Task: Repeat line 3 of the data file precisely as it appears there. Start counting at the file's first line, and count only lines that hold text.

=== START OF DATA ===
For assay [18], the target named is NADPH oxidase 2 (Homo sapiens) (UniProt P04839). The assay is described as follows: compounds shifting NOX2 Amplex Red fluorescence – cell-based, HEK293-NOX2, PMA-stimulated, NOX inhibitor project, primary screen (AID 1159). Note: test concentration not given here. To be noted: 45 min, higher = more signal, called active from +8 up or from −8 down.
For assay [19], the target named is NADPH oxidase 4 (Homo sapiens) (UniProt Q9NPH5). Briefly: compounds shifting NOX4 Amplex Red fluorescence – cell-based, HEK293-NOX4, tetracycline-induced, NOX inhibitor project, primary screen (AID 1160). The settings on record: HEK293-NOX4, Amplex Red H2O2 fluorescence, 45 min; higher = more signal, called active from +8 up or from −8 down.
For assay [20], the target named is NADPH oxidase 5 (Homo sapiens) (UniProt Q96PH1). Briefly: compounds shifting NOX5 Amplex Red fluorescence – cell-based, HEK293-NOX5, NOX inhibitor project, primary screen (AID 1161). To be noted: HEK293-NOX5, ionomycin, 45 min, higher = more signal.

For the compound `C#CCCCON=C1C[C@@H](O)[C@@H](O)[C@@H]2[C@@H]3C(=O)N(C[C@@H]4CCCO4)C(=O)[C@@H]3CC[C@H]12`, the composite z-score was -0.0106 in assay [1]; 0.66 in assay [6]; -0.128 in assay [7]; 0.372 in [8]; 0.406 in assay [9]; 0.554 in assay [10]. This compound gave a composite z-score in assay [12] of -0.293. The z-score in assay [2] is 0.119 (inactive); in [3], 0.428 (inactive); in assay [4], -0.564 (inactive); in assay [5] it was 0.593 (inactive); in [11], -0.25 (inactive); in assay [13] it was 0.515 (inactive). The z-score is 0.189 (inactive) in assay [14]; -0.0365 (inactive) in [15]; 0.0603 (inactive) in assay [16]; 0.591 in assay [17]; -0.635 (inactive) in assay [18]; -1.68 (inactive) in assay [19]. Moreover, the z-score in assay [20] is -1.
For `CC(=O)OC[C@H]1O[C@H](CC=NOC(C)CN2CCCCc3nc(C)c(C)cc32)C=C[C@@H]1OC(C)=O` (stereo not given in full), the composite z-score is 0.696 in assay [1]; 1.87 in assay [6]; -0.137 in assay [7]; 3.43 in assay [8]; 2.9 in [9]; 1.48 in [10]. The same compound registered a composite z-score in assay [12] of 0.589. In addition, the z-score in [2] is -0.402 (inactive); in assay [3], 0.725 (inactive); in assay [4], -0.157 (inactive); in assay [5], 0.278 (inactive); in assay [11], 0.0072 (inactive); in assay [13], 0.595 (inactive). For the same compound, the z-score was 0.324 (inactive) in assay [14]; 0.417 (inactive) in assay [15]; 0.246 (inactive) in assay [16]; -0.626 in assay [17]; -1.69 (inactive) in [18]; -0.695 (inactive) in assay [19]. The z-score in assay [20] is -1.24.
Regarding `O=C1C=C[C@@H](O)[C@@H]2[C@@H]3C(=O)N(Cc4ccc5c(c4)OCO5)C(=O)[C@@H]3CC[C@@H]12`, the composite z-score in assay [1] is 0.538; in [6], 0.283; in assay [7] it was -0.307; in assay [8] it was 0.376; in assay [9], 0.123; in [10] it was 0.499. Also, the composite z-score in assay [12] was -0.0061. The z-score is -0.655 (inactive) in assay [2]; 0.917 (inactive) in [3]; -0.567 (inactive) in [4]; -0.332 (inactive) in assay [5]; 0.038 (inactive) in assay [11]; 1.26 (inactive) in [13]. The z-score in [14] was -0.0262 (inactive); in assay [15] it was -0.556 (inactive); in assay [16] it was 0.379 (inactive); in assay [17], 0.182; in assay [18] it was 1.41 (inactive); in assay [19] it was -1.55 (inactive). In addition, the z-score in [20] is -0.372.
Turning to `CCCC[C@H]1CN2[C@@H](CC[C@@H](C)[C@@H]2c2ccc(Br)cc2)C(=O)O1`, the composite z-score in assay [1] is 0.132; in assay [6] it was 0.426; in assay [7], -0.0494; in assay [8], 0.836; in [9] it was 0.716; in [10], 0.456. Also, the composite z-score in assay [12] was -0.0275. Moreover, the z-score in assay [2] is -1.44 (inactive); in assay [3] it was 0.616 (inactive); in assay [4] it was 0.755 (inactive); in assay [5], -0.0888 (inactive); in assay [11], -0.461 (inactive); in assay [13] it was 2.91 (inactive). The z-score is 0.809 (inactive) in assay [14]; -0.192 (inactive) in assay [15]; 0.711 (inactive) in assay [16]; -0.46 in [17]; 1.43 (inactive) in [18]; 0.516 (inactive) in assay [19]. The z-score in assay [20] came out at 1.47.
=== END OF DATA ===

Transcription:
For assay [20], the target named is NADPH oxidase 5 (Homo sapiens) (UniProt Q96PH1). Briefly: compounds shifting NOX5 Amplex Red fluorescence – cell-based, HEK293-NOX5, NOX inhibitor project, primary screen (AID 1161). To be noted: HEK293-NOX5, ionomycin, 45 min, higher = more signal.